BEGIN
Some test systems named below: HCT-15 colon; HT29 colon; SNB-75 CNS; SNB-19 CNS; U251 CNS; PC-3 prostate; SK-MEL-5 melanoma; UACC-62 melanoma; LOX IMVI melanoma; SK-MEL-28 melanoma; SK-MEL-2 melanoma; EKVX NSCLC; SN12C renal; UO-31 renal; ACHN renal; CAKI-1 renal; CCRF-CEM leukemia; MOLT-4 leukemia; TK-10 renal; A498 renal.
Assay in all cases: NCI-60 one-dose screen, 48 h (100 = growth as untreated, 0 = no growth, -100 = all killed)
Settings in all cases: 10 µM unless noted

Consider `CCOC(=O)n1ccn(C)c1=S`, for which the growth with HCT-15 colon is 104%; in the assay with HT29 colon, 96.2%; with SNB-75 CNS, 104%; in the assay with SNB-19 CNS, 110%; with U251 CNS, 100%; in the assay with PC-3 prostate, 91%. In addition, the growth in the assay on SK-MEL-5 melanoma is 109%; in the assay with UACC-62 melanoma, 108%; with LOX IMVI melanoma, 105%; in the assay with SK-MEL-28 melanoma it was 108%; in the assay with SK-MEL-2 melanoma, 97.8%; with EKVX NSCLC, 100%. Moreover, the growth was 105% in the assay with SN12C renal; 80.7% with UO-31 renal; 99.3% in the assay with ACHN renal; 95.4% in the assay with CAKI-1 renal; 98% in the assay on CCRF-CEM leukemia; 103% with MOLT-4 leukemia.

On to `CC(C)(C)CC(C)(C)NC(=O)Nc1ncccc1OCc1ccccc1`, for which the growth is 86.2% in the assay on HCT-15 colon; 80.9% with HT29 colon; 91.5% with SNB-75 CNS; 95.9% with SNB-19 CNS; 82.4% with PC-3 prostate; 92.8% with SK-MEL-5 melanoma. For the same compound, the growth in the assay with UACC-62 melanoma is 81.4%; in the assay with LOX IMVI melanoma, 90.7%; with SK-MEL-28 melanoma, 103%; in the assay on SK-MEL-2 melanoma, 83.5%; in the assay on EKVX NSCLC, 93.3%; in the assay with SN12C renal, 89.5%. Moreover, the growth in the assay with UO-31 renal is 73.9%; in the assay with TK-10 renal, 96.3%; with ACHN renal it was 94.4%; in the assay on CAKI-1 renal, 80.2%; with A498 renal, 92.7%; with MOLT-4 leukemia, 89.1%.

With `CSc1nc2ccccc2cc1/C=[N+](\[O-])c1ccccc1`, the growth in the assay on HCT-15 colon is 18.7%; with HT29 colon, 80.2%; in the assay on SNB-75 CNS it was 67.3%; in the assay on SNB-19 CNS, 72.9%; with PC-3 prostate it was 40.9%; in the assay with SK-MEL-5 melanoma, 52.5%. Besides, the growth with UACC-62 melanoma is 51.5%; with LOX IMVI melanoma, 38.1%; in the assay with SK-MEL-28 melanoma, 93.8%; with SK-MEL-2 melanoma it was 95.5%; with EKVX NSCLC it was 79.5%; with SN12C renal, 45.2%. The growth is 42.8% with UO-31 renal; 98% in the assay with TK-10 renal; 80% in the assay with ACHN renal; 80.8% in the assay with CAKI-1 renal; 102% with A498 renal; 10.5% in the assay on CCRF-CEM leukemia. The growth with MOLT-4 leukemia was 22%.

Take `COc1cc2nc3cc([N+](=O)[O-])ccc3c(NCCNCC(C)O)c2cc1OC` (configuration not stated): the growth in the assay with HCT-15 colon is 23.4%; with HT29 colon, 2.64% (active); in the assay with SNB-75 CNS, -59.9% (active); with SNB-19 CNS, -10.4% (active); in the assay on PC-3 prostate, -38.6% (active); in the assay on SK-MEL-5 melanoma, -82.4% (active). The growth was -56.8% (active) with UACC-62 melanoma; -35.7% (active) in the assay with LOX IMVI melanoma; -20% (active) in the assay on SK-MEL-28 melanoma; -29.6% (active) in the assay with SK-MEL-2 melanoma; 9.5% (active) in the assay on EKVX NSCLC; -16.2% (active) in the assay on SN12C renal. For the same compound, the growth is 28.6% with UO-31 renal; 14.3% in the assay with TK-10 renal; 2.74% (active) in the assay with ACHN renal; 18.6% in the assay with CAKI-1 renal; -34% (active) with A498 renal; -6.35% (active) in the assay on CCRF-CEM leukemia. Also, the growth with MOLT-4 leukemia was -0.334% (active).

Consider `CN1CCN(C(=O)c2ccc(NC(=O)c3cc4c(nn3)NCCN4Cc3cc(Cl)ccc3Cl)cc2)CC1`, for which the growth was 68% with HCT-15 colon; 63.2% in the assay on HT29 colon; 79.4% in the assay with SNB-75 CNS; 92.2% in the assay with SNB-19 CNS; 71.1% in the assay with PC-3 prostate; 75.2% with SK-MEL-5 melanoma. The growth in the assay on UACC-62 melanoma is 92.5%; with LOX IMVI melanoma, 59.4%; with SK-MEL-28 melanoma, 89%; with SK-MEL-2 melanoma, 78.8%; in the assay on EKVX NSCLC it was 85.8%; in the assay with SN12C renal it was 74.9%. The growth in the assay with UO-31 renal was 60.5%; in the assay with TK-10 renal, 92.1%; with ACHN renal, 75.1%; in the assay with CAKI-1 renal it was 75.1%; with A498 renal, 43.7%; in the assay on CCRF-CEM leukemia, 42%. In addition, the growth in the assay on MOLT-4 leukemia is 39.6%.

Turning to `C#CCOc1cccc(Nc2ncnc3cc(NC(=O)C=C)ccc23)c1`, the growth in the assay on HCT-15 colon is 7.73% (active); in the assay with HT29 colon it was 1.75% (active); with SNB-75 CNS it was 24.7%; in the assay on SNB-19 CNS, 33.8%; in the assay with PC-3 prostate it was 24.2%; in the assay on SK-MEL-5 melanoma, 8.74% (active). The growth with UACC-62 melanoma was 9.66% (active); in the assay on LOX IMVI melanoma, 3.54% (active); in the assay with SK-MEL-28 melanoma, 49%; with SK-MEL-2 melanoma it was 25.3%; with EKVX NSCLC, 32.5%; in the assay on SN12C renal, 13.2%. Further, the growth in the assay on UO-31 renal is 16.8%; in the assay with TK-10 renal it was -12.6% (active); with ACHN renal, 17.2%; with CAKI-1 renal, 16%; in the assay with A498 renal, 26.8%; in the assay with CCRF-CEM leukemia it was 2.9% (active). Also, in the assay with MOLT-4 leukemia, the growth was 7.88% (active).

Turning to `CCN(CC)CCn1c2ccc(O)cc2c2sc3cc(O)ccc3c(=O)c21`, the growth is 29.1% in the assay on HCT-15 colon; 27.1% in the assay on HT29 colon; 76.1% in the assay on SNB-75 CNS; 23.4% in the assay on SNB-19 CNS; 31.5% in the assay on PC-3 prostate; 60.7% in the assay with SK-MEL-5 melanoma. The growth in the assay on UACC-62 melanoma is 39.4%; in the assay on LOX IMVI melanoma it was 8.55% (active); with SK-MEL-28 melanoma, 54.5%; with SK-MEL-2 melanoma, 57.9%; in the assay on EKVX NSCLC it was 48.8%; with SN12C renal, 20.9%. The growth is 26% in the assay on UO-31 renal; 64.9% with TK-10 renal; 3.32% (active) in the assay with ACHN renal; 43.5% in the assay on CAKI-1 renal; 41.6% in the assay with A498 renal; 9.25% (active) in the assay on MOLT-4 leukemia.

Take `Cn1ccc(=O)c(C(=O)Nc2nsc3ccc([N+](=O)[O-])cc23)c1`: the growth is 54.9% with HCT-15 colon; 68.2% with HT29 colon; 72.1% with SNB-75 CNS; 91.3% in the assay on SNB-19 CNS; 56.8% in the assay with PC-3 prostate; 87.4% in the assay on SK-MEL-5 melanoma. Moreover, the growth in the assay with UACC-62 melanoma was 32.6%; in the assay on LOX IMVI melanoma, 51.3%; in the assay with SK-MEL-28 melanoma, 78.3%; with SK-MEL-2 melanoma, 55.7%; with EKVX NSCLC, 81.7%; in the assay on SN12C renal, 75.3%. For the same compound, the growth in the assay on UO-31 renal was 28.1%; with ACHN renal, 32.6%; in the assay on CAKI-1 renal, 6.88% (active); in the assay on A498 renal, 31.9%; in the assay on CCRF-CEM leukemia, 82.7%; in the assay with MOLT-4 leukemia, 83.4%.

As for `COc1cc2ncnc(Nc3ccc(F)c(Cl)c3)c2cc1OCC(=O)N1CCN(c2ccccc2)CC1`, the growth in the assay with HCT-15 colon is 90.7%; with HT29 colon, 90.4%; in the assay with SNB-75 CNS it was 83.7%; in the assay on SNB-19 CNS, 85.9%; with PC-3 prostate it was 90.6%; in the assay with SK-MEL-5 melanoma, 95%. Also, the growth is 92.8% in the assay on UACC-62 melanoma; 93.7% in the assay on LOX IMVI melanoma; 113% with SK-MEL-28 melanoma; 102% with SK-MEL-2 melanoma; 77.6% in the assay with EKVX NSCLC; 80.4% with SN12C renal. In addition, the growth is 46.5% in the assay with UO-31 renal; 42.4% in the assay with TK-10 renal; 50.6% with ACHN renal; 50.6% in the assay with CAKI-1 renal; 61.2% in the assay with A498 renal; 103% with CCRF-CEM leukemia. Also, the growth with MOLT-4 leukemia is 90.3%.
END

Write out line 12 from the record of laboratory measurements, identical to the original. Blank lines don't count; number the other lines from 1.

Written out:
As for `COc1cc2ncnc(Nc3ccc(F)c(Cl)c3)c2cc1OCC(=O)N1CCN(c2ccccc2)CC1`, the growth in the assay with HCT-15 colon is 90.7%; with HT29 colon, 90.4%; in the assay with SNB-75 CNS it was 83.7%; in the assay on SNB-19 CNS, 85.9%; with PC-3 prostate it was 90.6%; in the assay with SK-MEL-5 melanoma, 95%. Also, the growth is 92.8% in the assay on UACC-62 melanoma; 93.7% in the assay on LOX IMVI melanoma; 113% with SK-MEL-28 melanoma; 102% with SK-MEL-2 melanoma; 77.6% in the assay with EKVX NSCLC; 80.4% with SN12C renal. In addition, the growth is 46.5% in the assay with UO-31 renal; 42.4% in the assay with TK-10 renal; 50.6% with ACHN renal; 50.6% in the assay with CAKI-1 renal; 61.2% in the assay with A498 renal; 103% with CCRF-CEM leukemia. Also, the growth with MOLT-4 leukemia is 90.3%.